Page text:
Veterans: Prescriptive Authority

Veterans: Prescriptive Authority & Collaboration with Community Hospices FAQ


Can VA physicians prescribe medications for enrolled veterans receiving care from a community hospice program?

VA Handbook 1140.5 states "VA encourages the referring VA staff physician to remain as the primary care physician attending of record during community hospice care. The VA staff physician serving as attending of record for hospice care must, within the limits of ability and authority, sign relevant hospice care orders and forms, and participate with the care plan team. The care plan is controlled by the agency team, not by the physician"

Yes, writing prescriptions for non-VA formulary medications is permissible but local policy should reflect this ability. Payment for the medication may be provided by the Medicare Hospice Benefit when the veteran chooses this payer.


Are VA practitioners immune from personal liability when they write for a non-VA formulary medication filled under the Medicare Hospice Benefit?

VA practitioners are immune from personal liability when writing for non-VA formulary medications as long as they are acting within the scope of their employment at the VA. The VA provider writing for these medications may provide these prescriptions for veterans receiving hospice care paid for by the VA or under the Medicare Hospice Benefit depending on the veteran’s choice as outlined in VA Handbook 1140.5.


Can prescribers use Drug Enforcement Administration (DEA) registration numbers assigned to VA medical care facilities?

The DEA registration numbers assigned to VA medical care facilities should not be used as practitioner identifiers for the purpose of writing prescriptions to be filled in non-VA pharmacies. Prescribers’ personal DEA numbers are to be used for this purpose if required by the non-VA pharmacy. The good news here is that VA physicians can apply for a fee exempt DEA number after a VA management physician like the COS certifies they are a federal provider and acting solely on VA patients.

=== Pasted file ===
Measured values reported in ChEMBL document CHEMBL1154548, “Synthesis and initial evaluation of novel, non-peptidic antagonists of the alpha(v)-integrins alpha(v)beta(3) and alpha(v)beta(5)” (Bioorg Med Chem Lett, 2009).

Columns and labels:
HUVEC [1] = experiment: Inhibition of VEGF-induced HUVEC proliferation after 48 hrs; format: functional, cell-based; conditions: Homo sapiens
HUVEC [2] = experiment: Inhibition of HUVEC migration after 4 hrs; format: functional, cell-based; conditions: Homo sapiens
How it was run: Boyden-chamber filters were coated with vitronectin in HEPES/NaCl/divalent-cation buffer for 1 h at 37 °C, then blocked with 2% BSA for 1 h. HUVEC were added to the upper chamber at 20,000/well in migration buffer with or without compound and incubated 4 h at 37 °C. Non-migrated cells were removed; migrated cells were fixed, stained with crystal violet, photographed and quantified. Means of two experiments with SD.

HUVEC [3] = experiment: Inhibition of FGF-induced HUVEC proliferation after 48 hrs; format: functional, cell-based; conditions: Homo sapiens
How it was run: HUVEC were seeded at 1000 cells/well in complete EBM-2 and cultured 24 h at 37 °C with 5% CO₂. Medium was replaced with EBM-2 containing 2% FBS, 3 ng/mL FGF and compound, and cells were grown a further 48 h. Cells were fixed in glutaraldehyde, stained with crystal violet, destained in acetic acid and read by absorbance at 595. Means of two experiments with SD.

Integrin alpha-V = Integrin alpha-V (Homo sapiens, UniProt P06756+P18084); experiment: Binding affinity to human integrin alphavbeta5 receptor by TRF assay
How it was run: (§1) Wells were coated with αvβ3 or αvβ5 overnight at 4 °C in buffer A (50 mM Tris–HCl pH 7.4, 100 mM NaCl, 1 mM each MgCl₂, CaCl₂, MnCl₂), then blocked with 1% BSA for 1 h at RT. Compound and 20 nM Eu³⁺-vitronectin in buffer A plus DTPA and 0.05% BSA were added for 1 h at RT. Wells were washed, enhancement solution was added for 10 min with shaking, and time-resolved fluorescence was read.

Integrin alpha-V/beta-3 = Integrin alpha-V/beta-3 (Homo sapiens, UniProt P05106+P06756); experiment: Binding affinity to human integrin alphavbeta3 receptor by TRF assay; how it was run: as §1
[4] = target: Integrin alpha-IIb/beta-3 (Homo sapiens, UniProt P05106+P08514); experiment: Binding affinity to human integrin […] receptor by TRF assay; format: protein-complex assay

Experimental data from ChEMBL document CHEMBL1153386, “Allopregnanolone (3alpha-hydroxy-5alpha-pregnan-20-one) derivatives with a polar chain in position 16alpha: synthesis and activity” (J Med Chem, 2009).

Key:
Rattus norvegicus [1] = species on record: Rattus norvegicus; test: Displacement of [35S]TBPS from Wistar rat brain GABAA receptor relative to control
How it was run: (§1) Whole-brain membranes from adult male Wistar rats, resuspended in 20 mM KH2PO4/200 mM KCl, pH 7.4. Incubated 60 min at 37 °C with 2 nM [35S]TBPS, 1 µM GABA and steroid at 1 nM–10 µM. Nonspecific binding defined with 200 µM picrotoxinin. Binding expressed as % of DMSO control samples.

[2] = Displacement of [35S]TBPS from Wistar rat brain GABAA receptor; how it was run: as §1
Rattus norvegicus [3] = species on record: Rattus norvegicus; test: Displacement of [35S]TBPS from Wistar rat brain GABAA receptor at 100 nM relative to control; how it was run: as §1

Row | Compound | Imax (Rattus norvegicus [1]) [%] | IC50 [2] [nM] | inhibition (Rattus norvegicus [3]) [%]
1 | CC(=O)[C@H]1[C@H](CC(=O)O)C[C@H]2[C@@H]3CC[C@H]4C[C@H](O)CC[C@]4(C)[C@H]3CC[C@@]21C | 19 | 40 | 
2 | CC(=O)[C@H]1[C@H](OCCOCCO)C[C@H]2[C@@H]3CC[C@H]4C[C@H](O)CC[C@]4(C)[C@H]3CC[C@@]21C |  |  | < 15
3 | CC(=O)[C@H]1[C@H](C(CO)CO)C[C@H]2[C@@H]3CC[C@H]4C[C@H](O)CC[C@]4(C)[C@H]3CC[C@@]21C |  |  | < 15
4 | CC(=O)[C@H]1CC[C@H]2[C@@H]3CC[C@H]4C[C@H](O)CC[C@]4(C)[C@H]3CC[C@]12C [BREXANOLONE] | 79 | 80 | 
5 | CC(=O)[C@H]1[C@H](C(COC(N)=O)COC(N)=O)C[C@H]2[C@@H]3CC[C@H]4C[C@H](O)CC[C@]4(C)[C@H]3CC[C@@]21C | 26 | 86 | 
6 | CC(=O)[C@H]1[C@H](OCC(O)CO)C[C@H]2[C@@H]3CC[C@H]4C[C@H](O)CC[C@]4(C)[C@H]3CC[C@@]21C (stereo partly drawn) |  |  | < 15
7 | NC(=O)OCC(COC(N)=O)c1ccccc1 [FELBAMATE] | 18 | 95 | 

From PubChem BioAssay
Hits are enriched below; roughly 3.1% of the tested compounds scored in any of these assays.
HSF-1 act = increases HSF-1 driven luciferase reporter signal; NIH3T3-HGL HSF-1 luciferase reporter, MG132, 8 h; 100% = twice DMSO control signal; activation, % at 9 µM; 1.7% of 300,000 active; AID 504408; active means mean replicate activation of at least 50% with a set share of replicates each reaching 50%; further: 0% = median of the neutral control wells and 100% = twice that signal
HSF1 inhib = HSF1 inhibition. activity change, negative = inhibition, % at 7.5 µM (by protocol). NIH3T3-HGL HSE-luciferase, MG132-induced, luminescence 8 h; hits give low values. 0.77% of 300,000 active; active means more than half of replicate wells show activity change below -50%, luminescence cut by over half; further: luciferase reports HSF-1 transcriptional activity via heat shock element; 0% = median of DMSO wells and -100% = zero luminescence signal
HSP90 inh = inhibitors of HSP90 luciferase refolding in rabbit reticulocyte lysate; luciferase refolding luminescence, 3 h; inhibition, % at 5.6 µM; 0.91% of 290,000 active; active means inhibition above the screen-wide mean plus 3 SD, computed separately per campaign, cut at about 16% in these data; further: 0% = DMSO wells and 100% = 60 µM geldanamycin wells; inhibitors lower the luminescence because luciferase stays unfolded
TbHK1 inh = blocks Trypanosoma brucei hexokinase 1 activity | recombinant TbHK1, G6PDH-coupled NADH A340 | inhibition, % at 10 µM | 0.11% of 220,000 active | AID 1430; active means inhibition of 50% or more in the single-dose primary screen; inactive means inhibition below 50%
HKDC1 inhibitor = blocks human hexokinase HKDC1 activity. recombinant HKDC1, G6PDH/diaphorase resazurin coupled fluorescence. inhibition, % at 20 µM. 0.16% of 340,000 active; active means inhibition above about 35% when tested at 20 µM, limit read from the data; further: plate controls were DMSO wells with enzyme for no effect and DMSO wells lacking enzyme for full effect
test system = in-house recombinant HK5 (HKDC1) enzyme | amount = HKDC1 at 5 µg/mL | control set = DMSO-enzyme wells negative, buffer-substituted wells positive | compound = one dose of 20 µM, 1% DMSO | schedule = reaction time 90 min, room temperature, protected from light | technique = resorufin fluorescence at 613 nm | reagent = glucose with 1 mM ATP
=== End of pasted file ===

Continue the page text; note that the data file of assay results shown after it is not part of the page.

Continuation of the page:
How can a VA practitioner obtain a DEA number and is there a charge?

Federal employees can register via the DEA website at Fees for personal DEA numbers are waived for federal employees.

Can VA practitioners telephone prescriptions to private pharmacies?

This is not desirable in general and not possible for Schedule II (C-II) prescriptions. In most cases pharmacies will not be familiar with the VA providers and given an institutional DEA number, some pharmacies will not fill the prescriptions. Practitioners are, however, permitted to telephone prescriptions to private pharmacies at a VA patient’s requests, if they meet all State requirements for the state in which the prescription is being filled. Telephoning or otherwise transmitting prescriptions to private pharmacies may not be delegated to other clinical staff and must be documented in the medical record.

Can VA facilities create their own local prescription blanks? 


This is an appropriate option. In cooperation with VHA Forms staff, VA facilities can develop local prescription blanks to write prescriptions to be filled in non-VA pharmacies however these blanks are subject to the same security and control requirements as the VA prescription blanks used for internal Schedule II (C-II) prescribing.


What are VA practitioners required to document and how is this done?

It is an expected part of clinical care for practitioners to obtain and record a complete list of all medications currently used by patients. The Non-VA medication file has been developed and should be used for the purpose of documenting medications obtained outside the VA. It is particularly important that any medications prescribed by VA practitioners for outside fill are documented in this file.

Please contact your local VA hospice and palliative care team should you require further clarification